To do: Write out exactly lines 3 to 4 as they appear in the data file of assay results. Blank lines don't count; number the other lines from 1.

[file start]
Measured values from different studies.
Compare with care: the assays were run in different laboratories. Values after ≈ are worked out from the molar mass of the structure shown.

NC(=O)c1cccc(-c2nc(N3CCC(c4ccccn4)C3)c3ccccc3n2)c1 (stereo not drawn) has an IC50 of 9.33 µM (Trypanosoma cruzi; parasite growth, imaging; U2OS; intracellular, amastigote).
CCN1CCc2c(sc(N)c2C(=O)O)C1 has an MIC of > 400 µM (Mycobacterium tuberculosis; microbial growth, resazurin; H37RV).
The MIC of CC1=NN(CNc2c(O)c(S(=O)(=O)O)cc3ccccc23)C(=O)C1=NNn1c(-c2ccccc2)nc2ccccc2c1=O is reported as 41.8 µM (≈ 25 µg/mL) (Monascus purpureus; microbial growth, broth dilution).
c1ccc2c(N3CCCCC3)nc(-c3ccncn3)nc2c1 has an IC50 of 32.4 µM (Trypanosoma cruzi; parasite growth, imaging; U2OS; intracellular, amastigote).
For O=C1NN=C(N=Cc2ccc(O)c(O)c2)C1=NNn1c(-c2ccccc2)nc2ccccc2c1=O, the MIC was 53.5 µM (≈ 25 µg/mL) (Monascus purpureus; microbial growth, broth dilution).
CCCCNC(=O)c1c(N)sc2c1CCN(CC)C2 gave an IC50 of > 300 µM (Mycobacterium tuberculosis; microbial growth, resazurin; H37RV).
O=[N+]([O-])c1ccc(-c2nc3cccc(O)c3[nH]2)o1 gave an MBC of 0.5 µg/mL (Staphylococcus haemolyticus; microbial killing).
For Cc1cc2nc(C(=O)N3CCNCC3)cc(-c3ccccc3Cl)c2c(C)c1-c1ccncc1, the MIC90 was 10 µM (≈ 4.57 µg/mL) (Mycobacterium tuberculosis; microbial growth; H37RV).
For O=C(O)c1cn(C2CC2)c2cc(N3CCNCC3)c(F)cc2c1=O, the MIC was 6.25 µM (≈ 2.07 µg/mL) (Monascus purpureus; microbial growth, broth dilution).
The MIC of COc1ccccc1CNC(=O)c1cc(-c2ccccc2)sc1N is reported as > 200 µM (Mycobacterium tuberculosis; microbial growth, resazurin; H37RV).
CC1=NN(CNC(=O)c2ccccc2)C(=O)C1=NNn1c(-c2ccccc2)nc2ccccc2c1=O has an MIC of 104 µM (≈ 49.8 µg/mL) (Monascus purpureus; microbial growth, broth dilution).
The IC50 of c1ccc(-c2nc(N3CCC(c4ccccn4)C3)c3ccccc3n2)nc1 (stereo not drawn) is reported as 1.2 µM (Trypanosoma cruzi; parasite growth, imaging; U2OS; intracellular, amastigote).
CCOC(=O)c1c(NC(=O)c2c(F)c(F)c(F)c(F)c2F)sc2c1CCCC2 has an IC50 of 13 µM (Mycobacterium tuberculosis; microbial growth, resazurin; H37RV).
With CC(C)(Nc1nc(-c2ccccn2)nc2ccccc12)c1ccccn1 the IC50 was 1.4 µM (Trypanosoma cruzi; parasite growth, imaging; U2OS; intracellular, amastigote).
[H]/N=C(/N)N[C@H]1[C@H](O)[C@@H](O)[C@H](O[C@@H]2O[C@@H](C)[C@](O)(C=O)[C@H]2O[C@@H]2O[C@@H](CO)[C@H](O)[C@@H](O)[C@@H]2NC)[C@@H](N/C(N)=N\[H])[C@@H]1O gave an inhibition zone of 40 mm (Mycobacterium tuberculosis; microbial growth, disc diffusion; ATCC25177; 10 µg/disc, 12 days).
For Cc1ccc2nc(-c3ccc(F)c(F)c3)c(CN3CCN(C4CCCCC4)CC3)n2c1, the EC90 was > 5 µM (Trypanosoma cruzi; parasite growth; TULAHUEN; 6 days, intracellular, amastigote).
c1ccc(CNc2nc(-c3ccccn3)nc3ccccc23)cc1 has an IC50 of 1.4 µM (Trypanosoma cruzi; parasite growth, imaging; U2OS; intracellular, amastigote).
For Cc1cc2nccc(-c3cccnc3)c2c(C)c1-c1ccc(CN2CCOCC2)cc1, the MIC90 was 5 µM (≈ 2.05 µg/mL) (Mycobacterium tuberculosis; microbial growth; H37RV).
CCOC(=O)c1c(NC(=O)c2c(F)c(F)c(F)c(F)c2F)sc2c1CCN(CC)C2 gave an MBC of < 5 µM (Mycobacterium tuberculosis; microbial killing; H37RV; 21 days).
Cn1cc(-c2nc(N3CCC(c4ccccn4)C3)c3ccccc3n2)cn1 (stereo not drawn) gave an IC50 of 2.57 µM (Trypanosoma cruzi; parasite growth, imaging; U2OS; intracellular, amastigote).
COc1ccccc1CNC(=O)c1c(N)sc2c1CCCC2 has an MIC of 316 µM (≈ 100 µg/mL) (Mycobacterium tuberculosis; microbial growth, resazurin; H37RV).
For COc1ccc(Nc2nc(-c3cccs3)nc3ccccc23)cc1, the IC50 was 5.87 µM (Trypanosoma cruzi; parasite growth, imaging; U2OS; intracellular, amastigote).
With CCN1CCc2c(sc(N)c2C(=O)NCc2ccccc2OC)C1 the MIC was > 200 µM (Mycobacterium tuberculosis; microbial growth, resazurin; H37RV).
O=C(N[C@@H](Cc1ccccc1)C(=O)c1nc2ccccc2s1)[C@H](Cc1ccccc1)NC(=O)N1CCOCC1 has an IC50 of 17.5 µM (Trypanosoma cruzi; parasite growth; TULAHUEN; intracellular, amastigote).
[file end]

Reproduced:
NC(=O)c1cccc(-c2nc(N3CCC(c4ccccn4)C3)c3ccccc3n2)c1 (stereo not drawn) has an IC50 of 9.33 µM (Trypanosoma cruzi; parasite growth, imaging; U2OS; intracellular, amastigote).
CCN1CCc2c(sc(N)c2C(=O)O)C1 has an MIC of > 400 µM (Mycobacterium tuberculosis; microbial growth, resazurin; H37RV).